Best practices: During February, March, and April, 2012 the New Media Project bloggers are looking intentionally at new media “best practices.” Join the conversation: What are the new media best practices in your church or organization? What are some other examples of how communities engage in new media well?
A few weeks ago, guest blogger Gregg Brekke asked, “Hello. Is anybody listening?” He meant, I believe, is anyone in church leadership listening to the new sounds of digital communication so that the church might offer a relevant message in this new day? It’s a good blog post; he addresses basic questions like whether attempting to control the message is faithful or even possible today.
But the title of Gregg’s post also reminded me of one of the best social media practices I’ve come across recently—the practice of using social media to listen.
Several pastors in the New Media Project case studies describe how they use social media to attend to the lives of their parishioners. Eugene Cho, the pastor of Quest Church in Seattle, says, “One of the job duties of pastors is to know our congregations, to know the flock that we’re ministering to. Social media, in part, is a platform by which people are sharing about their lives. … Social media has helped provide a place where I get a chance to check into people’s lives throughout the week, here and there.”
They are checking in, but also listening to what concerns parishioners may share online. Nadia Bolz-Weber, the pastor at House for All Sinners and Saints in Denver, once introduced a Facebook conversation about an upcoming sermon topic. The format enabled her to see (hear) the deeply embedded associations many of her church members had with the particular passage she had chosen. It caused her to change her sermon accordingly.
How might a pastor or church leader—or even just a good friend—listen well using social media?
On Facebook, don’t think you have to post status updates yourself all the time. Read others updates for a while instead. Consider what you see or hear therein. Perhaps all you need to do is “like” their status update or comment to show that you’ve seen or heard them. I think of the “like” button on Facebook as my own “I see you” button, a la the movie Avatar in which the lead characters learn to convey love by saying to each other, “I see you.” If you are overly concerned with adding your own clever updates or comments on other people’s stuff, you may miss an opportunity to listen well.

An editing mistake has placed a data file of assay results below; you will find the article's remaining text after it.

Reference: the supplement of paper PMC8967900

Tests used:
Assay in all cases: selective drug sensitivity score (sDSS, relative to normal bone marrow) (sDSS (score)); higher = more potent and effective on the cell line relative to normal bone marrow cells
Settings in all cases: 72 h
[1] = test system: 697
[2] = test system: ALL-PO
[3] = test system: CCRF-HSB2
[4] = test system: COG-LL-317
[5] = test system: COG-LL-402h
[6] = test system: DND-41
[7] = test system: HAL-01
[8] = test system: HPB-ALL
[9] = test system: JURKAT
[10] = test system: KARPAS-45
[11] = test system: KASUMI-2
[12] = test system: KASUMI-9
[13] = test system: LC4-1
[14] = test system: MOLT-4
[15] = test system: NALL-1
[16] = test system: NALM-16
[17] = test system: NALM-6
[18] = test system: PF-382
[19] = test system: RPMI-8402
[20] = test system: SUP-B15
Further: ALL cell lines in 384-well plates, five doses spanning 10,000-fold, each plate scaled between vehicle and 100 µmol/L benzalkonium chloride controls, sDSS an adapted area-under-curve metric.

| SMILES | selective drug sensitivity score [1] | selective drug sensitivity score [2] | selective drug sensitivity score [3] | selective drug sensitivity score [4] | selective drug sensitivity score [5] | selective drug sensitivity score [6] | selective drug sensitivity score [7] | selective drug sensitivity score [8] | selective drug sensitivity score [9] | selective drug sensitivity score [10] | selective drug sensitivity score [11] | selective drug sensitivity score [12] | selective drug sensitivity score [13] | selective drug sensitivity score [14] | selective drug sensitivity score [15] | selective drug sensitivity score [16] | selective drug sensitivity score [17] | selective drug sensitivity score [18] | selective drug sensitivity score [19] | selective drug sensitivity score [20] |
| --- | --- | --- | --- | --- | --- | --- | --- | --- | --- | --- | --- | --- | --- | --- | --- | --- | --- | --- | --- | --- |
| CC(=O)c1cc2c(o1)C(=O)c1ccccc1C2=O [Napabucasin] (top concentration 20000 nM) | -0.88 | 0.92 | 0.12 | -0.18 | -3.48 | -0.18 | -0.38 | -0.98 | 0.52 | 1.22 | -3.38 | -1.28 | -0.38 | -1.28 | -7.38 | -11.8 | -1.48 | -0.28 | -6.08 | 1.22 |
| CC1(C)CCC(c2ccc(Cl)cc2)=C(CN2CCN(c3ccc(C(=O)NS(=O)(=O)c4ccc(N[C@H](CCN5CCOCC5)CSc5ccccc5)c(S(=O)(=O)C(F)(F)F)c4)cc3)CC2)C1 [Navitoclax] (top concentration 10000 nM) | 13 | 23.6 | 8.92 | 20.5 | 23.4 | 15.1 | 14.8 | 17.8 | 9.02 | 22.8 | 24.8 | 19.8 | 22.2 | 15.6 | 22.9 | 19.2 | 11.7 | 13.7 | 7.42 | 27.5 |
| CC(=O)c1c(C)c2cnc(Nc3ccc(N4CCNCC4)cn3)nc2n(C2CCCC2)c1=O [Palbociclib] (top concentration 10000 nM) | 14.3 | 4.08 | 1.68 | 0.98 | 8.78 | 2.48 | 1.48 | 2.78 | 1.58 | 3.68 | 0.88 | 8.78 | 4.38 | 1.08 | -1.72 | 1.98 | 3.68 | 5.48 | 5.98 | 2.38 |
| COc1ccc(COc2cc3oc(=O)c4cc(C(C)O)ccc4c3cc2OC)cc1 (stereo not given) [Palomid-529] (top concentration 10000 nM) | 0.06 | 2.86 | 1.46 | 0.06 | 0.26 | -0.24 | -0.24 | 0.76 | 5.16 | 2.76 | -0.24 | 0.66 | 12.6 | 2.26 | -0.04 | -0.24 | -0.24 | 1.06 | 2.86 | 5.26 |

Listening on Facebook requires being present on Facebook, just as it does on Twitter. A couple of years ago, a blogger named MickMel ran a blind test on 11 churches in the Atlanta area who featured their Twitter accounts on their website. MickMel mentioned the church Twitter handle in a Tweet and asked what time worship was on Sunday. Of the 11, only one church responded with an answer. His conclusion? Most churches likely didn’t see (or hear) his request because they weren’t paying attention, or they were following so many people that his question was lost. His advice? If you are going to use Twitter as a church, it’s important to devote the time it takes to notice, listen, and respond to your Tweeps, both near and far. Applications like TweetDeck and HootSuite make it easy to track Twitter and Facebook accounts, including a mentions column that tracks all of the church’s call outs.
What other best practices have you discovered for listening well on social media?
Verity A. Jones is the project director of the New Media Project, and a Research Fellow at Union Theological Seminary.
The New Media Project at Union Theological Seminary is a research project helping religious leaders become theologically savvy about technology. To request permission to repost this content, please contact email@example.com.